We illustrate some of these findings through case studies of women waste pickers’ experiences in health management and healthcare recourse, from two states in India. Topics explored in our discussions and observations included: the current intra-COVID-19 situation of family and social support, engagement with civil society organizations, and awareness of government health services; how the intra-COVID-19 situation differed from the pre-COVID-19 one in terms of policy, implementation, provision, and financial and social support; the impact on work and income; and needs—met and unmet—related to services, amenities, security, and equity.

Case study 1: Shivani, 44, Andhra Pradesh.

Shivani was married at the age of 15, and had three children in quick succession. She has always been the primary breadwinner of the family. Her alcoholic husband not only did not contribute to the household, but spent a large proportion of her earnings on alcohol besides. In her mid-twenties, she suffered painful and heavy menstruation, which she tried to keep at bay with over-the-counter painkillers as she continued to work despite her pain and discomfort. She put off check-ups and hospital visits to save time and money, until her condition became too serious to ignore. Finally, she visited a hospital where a severe uterine infection was diagnosed, and the doctor expressed the potential risk of cancer if the problem continued unchecked. She underwent hysterectomy in a private hospital at the age of 26. She received moral and financial support from her parents through this crisis. Post-hysterectomy, Shivani is relieved that she is enabled to work all month without any constraints posed by menstruation.

Three years ago, she had typhoid and fell unconscious while working. She got admitted to a government hospital where she underwent multiple tests, and was diagnosed with diabetes. While the consultation was of free of cost, she had to bear the medication expenses, although medications are notionally to be made available free of cost too (20). Shivani found herself in the quandary of taking medication to control blood sugar levels, but not having enough food to eat commensurate with the medication. Over time, she developed low blood pressure and had seizures at times while at work. She cultivated a routine of regular check-ups at the government clinic, and replenishing her medications at a private pharmacy (21). Her deteriorating health left her capable of work only about half the month.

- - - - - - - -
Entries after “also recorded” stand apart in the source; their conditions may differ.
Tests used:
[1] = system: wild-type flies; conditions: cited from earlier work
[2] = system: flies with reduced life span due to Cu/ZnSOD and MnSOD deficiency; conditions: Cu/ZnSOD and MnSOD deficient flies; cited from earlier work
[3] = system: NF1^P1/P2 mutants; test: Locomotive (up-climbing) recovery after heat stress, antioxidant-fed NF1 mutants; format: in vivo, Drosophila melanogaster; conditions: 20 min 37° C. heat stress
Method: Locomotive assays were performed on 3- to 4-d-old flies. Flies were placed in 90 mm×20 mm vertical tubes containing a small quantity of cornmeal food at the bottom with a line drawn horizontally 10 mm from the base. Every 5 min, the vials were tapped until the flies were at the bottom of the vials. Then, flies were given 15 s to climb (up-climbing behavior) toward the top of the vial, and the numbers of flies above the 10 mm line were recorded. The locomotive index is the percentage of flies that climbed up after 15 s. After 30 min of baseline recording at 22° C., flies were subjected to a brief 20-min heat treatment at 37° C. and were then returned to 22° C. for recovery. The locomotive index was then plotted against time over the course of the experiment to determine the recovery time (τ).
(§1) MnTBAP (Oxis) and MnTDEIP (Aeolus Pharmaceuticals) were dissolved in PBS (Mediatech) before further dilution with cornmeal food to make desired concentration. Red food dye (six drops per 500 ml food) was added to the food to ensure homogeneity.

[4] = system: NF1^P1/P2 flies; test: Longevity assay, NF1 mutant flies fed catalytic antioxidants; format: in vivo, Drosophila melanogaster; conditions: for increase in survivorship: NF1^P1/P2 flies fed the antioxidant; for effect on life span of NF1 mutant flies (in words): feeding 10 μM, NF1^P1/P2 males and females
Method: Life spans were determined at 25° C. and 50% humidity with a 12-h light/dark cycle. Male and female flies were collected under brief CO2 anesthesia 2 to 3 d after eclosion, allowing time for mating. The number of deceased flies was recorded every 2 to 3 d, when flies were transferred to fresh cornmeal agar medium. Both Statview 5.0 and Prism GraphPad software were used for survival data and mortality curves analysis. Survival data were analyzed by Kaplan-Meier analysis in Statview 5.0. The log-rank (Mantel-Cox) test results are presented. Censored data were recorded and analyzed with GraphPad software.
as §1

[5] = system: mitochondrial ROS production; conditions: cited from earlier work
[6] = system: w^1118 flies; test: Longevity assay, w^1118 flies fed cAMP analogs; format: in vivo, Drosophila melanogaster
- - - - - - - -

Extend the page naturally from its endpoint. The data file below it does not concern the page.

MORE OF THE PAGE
The lockdowns occasioned by the COVID-19 pandemic placed critical constraints on Shivani’s livelihood and slashed her income drastically as access to waste picking was not allowed in many parts of the city. In parallel, as a measure to tackle the pandemic, (formally employed) municipal workers were instructed to step up their waste collection activities, leaving practically no scope for informal waste pickers to work. An additional obstacle that waste pickers faced was the hostility that residents expressed, viewing waste pickers as potential disease-transmitters.

With the reduction in income, the entire family’s nutrition worsened. Even the infrequent relief packages from the government, NGOs, and individual philanthropists could not fulfill all the household’s needs. The lockdowns affected Shivani’s healthcare routine adversely as well: the government hospital did not allow patients inside the facility, and the patients did not feel as well-treated by the doctors as they had in pre-COVID-19 consultations. The regularity of Shivani’s tests for diabetes was affected, with the interval between tests prolonged to 2–3 months.

In the past 2 months, Shivani has had a further health setback: An inch-long nail from the waste she was picking through, pierced her foot and led to a non-healing wound, which comes in the way of her walking, and therefore working. Besides the impact of this on the fulfillment of her immediate needs, Shivani is apprehensive about its implications for her ability to repay the debts that she incurred in the past few years for the celebration of her daughters’ weddings. She reports that her sleep is disturbed nightly with these worries, and that her peace of mind is lost. She seeks support for an alternative livelihood, such as vegetable vending, which would not require her to walk a lot, to help her get back on track with earning, and ideally, saving.